Is this home net zero energy?
What does "net zero energy" mean?
We use the US Department of Energy's definition: a net-zero energy building produces as much energy as it uses over the course of a year. Net-zero energy buildings are very energy efficient, but they do require energy. This power typically comes from on-site renewable energy (such as solar photovoltaic panels) along with grid tied power.
How do we figure out if the building could be net zero?
First, we create an energy model which estimates the buildings energy needs. According to 311 Varnum's energy model, this building is designed to use ~40% of the energy of a code built home. The energy model also estimates that a ~8kw PV array on the roof would produce enough energy to provide all the buildings energy needs on a net zero basis.
So, is this building net zero?
Short answer: no, it's not. Solar panels were not in the budget for this house.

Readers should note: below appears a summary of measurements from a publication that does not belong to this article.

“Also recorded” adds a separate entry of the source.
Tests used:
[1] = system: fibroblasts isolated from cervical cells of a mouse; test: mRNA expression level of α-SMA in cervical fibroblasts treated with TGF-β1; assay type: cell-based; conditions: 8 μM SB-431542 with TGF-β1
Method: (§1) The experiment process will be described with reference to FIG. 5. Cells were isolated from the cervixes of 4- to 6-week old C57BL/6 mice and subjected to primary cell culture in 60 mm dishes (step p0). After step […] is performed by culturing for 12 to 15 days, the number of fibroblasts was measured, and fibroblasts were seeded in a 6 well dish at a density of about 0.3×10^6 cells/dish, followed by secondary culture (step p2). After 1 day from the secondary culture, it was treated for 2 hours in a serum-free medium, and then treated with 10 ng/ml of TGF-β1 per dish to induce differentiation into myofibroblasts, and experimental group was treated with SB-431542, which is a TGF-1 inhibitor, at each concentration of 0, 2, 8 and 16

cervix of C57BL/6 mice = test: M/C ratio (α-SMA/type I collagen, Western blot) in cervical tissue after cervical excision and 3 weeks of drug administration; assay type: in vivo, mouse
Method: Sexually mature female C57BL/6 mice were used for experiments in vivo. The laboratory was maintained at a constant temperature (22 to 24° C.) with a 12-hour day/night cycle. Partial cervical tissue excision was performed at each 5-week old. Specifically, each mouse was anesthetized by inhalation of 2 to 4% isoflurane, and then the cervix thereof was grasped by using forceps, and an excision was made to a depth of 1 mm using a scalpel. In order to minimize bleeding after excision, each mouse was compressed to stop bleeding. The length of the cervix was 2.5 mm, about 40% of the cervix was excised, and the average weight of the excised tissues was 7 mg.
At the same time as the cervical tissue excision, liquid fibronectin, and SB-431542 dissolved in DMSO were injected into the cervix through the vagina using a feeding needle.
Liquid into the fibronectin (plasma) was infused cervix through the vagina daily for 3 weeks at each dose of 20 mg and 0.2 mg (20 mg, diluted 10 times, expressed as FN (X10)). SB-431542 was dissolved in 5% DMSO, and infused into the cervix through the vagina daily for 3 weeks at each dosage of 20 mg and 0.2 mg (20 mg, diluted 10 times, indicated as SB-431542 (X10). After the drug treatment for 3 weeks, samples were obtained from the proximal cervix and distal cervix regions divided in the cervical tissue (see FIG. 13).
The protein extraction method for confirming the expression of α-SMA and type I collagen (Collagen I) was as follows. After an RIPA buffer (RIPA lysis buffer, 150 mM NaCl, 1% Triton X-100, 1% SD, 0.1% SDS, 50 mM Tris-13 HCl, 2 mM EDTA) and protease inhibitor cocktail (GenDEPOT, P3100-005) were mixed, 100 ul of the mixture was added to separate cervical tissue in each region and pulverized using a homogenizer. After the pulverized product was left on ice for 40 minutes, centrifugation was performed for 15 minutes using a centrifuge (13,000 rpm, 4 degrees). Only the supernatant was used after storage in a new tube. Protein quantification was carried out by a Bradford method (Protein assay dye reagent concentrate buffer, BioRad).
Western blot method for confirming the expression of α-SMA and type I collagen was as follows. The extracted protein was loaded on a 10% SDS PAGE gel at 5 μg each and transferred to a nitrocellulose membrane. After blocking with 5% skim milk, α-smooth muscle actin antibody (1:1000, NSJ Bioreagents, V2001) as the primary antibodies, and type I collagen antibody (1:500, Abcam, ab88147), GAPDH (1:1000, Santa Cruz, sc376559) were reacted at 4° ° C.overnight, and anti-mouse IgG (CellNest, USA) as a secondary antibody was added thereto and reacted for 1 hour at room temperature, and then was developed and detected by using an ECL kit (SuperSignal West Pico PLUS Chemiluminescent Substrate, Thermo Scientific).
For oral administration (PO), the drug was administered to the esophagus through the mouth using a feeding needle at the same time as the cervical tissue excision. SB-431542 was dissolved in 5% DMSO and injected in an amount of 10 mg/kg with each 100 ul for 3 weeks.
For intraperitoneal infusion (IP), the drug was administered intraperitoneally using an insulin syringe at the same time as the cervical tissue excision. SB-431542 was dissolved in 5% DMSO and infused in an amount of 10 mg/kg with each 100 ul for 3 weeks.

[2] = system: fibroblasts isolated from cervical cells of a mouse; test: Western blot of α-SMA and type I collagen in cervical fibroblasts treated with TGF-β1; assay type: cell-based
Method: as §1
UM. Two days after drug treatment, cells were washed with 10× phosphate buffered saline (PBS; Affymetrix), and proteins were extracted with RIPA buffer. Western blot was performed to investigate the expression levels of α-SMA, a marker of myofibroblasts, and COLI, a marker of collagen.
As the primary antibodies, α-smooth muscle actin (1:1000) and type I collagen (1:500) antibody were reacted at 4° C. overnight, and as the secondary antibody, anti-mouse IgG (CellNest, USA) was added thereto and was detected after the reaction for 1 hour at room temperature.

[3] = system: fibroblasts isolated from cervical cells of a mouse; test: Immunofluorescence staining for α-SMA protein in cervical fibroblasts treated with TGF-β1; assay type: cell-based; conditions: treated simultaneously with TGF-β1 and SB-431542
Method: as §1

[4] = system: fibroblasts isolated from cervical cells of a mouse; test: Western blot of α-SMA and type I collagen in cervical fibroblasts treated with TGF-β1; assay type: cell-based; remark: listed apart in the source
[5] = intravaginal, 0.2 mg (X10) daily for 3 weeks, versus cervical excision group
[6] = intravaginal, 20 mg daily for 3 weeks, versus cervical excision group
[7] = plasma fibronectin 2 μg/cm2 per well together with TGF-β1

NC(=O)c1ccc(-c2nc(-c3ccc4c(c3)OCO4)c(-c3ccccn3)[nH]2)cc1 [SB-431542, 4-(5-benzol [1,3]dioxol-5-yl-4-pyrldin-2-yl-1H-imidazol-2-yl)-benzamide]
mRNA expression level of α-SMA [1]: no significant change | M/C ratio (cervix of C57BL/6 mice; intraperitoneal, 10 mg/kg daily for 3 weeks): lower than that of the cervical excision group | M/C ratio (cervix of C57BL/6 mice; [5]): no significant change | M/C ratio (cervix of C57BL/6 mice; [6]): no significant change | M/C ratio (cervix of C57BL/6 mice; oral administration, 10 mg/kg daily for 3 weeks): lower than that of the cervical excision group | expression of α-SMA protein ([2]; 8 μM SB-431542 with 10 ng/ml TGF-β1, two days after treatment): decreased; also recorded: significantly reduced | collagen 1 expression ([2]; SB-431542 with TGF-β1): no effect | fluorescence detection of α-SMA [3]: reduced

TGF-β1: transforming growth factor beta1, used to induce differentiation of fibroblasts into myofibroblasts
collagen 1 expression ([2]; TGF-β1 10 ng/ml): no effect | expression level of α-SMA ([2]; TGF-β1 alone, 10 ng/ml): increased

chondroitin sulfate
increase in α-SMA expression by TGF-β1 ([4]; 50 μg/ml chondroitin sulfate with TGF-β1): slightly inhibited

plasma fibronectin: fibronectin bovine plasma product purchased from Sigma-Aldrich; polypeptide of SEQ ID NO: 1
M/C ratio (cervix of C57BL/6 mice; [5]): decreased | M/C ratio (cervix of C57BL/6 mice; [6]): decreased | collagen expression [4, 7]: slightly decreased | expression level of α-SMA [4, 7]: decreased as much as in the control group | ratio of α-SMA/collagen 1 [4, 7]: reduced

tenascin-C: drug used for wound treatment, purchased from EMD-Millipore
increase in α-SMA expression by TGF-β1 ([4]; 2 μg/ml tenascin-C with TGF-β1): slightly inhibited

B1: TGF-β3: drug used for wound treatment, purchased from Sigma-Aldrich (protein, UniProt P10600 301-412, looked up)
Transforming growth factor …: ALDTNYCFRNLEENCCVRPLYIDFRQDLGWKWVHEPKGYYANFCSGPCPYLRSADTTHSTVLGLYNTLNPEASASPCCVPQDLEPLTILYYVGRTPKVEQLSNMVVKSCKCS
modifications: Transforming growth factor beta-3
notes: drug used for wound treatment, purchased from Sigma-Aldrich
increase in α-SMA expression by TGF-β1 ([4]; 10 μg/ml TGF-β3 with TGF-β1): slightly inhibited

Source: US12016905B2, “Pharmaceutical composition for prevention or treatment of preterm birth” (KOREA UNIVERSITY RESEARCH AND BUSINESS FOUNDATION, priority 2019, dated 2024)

But, could this home BE net zero?
However, with the addition of solar panels and an energy conscious owner, we believe this building has the potential to be net zero. In addition to all the energy efficiency features described on this website, we have also done our best to make this house solar ready so that when the time comes the costs are minimized for the owner. This includes:
> conduit installed from roof to panel in preparation for wiring
> slots left in the breaker panel for the solar
If living in a net zero home has been your dream, we've given you serious tools to help get you there.
THE BIG DISCLAIMER: Energy models are just that: models. They are not guarantee of actual performance. Moreover, energy use is very user dependent. Some people use a lot, some use a little...because of this neither True Turtle nor CAT Consulting will not provide any guarantees that net zero energy is possible in 311 Varnum. However, given the energy model, it appears achievable. In fact, neither True Turtle nor CAT Consulting guarantees any specific energy performance of this building in any way, shape or form. We realize this will be disappointing for some, however, given we cannot predict who, or even how many people will reside in this home there is no way for us to guarantee how much energy will be used.